Fame by Alex S. Johnson

There’s a microphone, and then another. I find myself behind a podium in a hall that is decorated with posters of luminous worms and crawling creatures from the Id. A small crowd gathers. Among them are a few I recognize and many I don’t. A few are carrying books with titles like Humongous Tit Monster and Savage Ass Lice. I discern from the muttering among the Boschian grotesques that there is discontent in the ranks. But with whom? I pinch myself again to ensure that it’s all real and not some crazy dream. Someone offers me a large hunk of hair, the size of a small dog. What am I to do with this snarled mass? She shrugs her shoulders. I nod, trying to assimilate the new information. “Thanks,” I say. “You’re welcome.” Her eyes are like whirlpools of blazing jelly. It’s hard to determine her tone. Is she being sarcastic or is this a genuine token of affection. I take the hair and stuff it into my shirt pocket.

The microphone snaps and screams. “Hot mic,” I say as it transforms in my hands into a timber rattler. Horrified, I toss the mic into the crowd. It lands squarely on the girl’s bald patch and eats its way into her skull.

“Traitor!” she screams. I look around, trying to find the target of her rage. “Heretic!” I realize that she’s pointing directly at me. I feel something scrape my shins. Looking down, I see an army of robot toys with leveled knife attachments.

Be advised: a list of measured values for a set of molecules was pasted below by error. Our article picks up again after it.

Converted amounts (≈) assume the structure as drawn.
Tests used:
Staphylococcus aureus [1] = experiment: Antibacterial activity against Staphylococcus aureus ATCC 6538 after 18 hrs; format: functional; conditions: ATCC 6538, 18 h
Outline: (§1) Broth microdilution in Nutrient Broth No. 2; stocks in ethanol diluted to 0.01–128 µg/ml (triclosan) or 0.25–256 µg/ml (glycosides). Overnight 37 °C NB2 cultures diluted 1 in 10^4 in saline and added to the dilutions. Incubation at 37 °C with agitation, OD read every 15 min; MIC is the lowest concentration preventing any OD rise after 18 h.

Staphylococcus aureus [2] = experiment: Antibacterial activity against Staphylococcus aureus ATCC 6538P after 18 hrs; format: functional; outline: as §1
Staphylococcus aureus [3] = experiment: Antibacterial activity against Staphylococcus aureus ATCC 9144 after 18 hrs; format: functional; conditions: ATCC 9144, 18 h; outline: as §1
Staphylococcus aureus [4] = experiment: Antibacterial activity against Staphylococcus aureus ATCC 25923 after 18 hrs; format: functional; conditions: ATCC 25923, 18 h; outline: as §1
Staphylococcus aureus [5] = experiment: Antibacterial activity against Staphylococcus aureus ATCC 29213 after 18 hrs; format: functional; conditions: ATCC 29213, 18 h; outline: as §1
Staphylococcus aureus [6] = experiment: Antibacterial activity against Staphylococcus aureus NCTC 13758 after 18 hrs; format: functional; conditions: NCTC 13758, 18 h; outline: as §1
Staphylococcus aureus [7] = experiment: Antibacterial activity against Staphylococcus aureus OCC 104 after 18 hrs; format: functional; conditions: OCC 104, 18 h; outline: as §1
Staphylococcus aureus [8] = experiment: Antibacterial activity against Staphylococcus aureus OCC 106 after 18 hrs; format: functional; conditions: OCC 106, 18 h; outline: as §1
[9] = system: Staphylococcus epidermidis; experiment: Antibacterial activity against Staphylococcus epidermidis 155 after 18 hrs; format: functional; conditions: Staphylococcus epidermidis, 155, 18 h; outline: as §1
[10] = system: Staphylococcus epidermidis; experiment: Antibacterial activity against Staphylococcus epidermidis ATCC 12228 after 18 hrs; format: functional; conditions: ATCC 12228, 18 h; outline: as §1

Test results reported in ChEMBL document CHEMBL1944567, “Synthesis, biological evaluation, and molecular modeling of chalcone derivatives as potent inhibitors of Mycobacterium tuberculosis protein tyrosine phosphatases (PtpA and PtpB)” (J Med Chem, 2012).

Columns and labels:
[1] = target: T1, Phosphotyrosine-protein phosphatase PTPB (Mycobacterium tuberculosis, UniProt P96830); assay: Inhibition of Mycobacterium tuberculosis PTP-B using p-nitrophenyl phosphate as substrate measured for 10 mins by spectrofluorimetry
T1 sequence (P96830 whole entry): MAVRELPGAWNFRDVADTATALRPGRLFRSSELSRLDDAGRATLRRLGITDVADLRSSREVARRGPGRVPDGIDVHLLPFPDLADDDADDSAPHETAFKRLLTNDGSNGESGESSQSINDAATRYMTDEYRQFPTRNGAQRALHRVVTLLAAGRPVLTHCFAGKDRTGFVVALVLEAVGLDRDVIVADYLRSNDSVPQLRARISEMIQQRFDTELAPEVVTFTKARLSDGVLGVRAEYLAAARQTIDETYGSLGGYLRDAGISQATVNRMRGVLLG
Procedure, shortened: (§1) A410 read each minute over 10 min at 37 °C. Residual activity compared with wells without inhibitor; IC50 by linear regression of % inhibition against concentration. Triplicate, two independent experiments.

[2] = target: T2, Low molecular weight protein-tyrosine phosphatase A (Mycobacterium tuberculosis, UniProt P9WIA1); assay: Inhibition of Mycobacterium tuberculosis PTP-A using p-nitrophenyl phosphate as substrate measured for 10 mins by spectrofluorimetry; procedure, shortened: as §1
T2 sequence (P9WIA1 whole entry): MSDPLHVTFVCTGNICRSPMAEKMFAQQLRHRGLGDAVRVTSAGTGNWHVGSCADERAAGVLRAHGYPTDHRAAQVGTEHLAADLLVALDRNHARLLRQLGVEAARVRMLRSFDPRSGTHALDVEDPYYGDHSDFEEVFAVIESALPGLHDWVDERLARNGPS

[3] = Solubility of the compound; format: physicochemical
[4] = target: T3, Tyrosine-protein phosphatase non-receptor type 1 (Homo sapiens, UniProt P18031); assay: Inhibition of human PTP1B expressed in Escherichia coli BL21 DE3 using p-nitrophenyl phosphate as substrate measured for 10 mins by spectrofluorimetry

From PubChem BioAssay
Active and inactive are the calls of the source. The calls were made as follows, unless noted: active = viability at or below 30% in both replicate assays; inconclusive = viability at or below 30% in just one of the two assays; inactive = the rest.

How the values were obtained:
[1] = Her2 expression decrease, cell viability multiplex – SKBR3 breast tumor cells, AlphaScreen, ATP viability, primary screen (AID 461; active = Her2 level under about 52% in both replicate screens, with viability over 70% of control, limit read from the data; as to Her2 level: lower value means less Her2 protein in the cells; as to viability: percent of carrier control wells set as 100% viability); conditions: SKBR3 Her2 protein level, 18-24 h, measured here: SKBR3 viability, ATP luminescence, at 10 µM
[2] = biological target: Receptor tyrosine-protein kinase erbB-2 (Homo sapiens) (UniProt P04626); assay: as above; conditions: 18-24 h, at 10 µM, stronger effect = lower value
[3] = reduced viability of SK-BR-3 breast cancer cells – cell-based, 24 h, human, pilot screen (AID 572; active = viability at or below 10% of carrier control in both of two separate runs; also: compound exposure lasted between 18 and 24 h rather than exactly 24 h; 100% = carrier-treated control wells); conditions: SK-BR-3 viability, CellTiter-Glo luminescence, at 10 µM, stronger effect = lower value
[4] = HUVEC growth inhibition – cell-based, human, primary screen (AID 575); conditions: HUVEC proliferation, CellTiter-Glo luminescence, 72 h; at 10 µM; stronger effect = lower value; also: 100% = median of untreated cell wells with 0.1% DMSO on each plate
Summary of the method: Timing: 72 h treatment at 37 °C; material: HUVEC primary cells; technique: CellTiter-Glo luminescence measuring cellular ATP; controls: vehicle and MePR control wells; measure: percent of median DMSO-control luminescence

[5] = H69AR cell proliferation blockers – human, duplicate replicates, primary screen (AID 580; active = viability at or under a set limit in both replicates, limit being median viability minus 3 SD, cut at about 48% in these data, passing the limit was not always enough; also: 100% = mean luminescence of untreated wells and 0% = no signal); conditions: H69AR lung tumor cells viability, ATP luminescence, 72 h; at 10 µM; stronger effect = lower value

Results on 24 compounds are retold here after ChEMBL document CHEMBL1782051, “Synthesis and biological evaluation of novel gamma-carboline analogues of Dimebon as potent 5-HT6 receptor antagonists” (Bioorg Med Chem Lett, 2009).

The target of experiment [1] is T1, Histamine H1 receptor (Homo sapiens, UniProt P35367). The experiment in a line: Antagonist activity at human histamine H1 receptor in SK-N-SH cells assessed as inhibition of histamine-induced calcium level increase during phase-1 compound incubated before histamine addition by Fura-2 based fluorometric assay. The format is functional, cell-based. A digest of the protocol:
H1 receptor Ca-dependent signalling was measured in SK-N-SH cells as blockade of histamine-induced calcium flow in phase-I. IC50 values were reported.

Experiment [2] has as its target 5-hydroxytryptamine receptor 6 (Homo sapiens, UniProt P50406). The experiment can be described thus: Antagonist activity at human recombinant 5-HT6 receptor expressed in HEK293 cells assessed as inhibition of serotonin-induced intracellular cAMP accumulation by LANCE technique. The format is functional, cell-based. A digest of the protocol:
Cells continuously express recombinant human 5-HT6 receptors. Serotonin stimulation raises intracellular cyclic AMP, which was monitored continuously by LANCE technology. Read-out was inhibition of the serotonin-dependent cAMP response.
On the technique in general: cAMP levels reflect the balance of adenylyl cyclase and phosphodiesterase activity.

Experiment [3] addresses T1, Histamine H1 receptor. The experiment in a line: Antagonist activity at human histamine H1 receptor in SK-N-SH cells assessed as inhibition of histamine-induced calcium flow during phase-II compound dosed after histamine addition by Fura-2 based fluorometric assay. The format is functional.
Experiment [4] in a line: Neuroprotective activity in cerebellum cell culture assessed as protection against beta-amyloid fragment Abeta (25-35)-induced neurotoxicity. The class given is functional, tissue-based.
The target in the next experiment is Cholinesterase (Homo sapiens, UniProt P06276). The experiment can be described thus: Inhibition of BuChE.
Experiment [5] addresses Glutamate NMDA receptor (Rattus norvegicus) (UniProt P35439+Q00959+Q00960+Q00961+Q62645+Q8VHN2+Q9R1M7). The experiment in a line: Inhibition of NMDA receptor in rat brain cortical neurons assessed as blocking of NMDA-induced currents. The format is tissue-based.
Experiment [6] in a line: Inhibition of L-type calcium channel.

“Let’s not jump to any hasty conclusions,” says someone behind the girl. The robot toys fall on him and he is borne away protesting. “The man didn’t do anything!” “No?” screams the girl. “Then I suppose my hair just yanked itself out and got replaced by a snake! And this bastard had nothing to do with it!”

“What did he do?” asks another voice, which is immediately muted.

“He’s trying to steal our fans!”


“Yes!” says a kid, about 25. He has worms streaming out of his eye sockets. His clothes are shredded and he smells of moonshine from five yards away. “He tried to segregate me!”

“Segregationist!” The crowd grows louder and angrier.

“Look,” I say, attempting calm. “You called me out here to this press conference to ask me questions. I tried to answer them as best I could. Then my microphone turned into a snake. I suppose it happens sometimes.”


“Shit talker!”

“You–literary person!”

I can’t help but smile as the crowd shrinks. The longer I look at them, the smaller they get. From this altitude they resemble oddly shaped insects. It’s difficult to hear their tinny, helium-laced voices. Finally there is silence.

So much for fame.


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